Our aim was to study the outcomes and results of surgically treated patients with synovial cysts of the lumbar spine in our institution.
Retrospective data from 39 consecutive patients, treated during the period of December 1996 to August 2004, were analyzed. Twenty-eight men (70%) and 11 women (30%) of mean age 63.3 years were studied. All pre- and postoperative signs, symptoms, extension/flexion radiographs, magnetic resonance imaging (MRI), and computed tomography (CT) with or without myelography were reviewed. All underwent surgery for synovial cysts with excision and decompression. Additional fusion in 26 patients was performed; 22 of them had degenerative spinal spondylolisthesis. Nine (23%) patients had prior decompression procedures, with three (8%) having had prior spinal instrumentation. Surgical outcomes were evaluated according to a questionnaire scoring system (scale of 1-4; 4 = excellent, 3 = good, 2 = fair, 1 = poor). Various preoperative attributes such as gender, age, weight, and height were analyzed to see if they had any effect on the outcome of surgery. Modified musculoskeletal outcomes data evaluation and management system (MODEM), questionnaire was provided to all; 24 (62%) responded. The following categories were determined: excellent (<20), very good (21-40), good (41-60), fair (61-80), and poor (81-100). Postoperative complications were also recorded.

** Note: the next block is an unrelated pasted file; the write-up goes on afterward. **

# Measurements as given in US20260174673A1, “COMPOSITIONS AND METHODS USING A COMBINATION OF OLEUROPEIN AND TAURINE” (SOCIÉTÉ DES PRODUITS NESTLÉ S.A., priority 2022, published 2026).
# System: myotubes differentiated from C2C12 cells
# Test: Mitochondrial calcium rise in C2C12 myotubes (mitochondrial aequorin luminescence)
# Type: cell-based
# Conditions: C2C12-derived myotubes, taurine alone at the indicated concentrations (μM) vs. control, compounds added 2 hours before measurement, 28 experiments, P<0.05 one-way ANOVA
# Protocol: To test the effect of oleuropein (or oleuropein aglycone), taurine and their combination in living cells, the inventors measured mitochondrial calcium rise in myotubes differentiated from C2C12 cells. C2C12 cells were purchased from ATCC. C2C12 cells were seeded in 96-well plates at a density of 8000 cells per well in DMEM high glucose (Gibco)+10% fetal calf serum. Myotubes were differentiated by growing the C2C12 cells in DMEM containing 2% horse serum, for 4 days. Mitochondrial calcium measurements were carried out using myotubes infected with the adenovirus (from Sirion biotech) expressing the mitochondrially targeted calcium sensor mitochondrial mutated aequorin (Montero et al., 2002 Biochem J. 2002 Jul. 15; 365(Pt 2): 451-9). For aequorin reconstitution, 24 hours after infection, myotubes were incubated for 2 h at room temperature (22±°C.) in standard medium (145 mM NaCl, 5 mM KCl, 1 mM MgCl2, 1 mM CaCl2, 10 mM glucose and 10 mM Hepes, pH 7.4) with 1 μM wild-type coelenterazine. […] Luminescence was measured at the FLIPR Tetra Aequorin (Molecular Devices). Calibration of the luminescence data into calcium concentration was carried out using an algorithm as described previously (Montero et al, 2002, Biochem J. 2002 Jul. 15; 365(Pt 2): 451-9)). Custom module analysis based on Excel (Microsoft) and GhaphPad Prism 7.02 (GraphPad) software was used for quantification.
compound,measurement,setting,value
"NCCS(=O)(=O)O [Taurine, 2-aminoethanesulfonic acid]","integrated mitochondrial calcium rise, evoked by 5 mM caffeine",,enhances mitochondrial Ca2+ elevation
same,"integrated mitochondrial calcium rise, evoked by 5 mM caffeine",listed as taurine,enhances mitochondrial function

All patients had pain in their lower extremities, with 62% experiencing pain bilaterally. Ninety-five percent had pain in their back and 36% in the buttocks (36%). Eighteen (46%) patients had CT myelography. A total of 42 cysts were found. Two patients had bilateral cysts at L4-L5 level. Histology revealed two hemorrhagic cysts. The average duration of surgery was 231 minutes (range 92-391 minutes), and a mean blood loss of 930 mL (range 200-2500 mL) was recorded. Two operative dural tears and one postoperative wound dehiscence were observed. One patient had a recurrent synovial cyst at the site of original surgery. Eight patients (four each in the fusion and nonfusion group) had junctional degeneration and symptoms. A regression analysis performed on age, height, weight, and gender showed that they were not determining factors of surgical outcome. Surgery of spinal cysts at L4-L5 segment produced good and those at L5-S1 and multilevel excellent results. Patients with spinal segment fusion had superior outcomes, with 80% having excellent or good outcomes versus approximately 70% without fusion. With the modified MODEM questionnaire, 22 of the 24 (92%) patients scored between excellent, very good, and good. Two patients scored in the fair range, and none of the 24 patients scored in the range of poor.
Spinal cysts are commonly found at the L4-L5 level, the site of maximum instability. MRI is the tool of choice for diagnosis. The etiology is still unclear, but underlying spinal instability has a strong association for formation of spinal cysts and worsening symptoms. Synovial cysts resistant to conservative therapy should be treated surgically. Resection and decompression with fusion remain an appropriate option. The optimal approach for patients with juxtafacet cysts remains unclear. The best surgical treatment approach for each particular individual appears to remain speculative.